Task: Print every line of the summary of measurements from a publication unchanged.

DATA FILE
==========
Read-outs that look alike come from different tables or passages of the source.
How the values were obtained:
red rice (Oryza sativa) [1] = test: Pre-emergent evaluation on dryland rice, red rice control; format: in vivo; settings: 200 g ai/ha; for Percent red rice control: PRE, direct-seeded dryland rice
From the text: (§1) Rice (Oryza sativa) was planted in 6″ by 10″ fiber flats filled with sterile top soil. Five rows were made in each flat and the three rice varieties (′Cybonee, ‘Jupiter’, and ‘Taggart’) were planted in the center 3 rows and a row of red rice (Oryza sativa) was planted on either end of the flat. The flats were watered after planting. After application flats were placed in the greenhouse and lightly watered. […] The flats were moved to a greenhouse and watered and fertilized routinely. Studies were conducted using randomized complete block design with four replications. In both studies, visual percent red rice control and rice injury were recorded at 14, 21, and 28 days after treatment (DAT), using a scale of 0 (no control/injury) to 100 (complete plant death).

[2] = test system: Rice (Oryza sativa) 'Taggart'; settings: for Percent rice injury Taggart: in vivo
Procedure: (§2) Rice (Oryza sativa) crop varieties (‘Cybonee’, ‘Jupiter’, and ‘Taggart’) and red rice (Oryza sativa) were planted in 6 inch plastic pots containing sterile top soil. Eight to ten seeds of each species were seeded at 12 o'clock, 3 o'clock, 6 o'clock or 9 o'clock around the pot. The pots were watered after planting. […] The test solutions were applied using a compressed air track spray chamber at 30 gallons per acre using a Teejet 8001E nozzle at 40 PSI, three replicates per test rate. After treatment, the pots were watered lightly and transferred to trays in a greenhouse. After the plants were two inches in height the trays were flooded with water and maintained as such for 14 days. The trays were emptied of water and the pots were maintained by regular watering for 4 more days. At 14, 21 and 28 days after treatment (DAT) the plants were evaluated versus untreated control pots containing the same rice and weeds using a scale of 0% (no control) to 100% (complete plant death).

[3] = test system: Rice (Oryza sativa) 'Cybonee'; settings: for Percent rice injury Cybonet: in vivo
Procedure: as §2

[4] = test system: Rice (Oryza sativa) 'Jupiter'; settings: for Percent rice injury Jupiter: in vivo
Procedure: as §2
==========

Read-outs that look alike come from different tables or passages of the source.
How the values were obtained:
red rice (Oryza sativa) [1] = test: Pre-emergent evaluation on dryland rice, red rice control; format: in vivo; settings: 200 g ai/ha; for Percent red rice control: PRE, direct-seeded dryland rice
From the text: (§1) Rice (Oryza sativa) was planted in 6″ by 10″ fiber flats filled with sterile top soil. Five rows were made in each flat and the three rice varieties (′Cybonee, ‘Jupiter’, and ‘Taggart’) were planted in the center 3 rows and a row of red rice (Oryza sativa) was planted on either end of the flat. The flats were watered after planting. After application flats were placed in the greenhouse and lightly watered. […] The flats were moved to a greenhouse and watered and fertilized routinely. Studies were conducted using randomized complete block design with four replications. In both studies, visual percent red rice control and rice injury were recorded at 14, 21, and 28 days after treatment (DAT), using a scale of 0 (no control/injury) to 100 (complete plant death).

[2] = test system: Rice (Oryza sativa) 'Taggart'; settings: for Percent rice injury Taggart: in vivo
Procedure: (§2) Rice (Oryza sativa) crop varieties (‘Cybonee’, ‘Jupiter’, and ‘Taggart’) and red rice (Oryza sativa) were planted in 6 inch plastic pots containing sterile top soil. Eight to ten seeds of each species were seeded at 12 o'clock, 3 o'clock, 6 o'clock or 9 o'clock around the pot. The pots were watered after planting. […] The test solutions were applied using a compressed air track spray chamber at 30 gallons per acre using a Teejet 8001E nozzle at 40 PSI, three replicates per test rate. After treatment, the pots were watered lightly and transferred to trays in a greenhouse. After the plants were two inches in height the trays were flooded with water and maintained as such for 14 days. The trays were emptied of water and the pots were maintained by regular watering for 4 more days. At 14, 21 and 28 days after treatment (DAT) the plants were evaluated versus untreated control pots containing the same rice and weeds using a scale of 0% (no control) to 100% (complete plant death).

[3] = test system: Rice (Oryza sativa) 'Cybonee'; settings: for Percent rice injury Cybonet: in vivo
Procedure: as §2

[4] = test system: Rice (Oryza sativa) 'Jupiter'; settings: for Percent rice injury Jupiter: in vivo
Procedure: as §2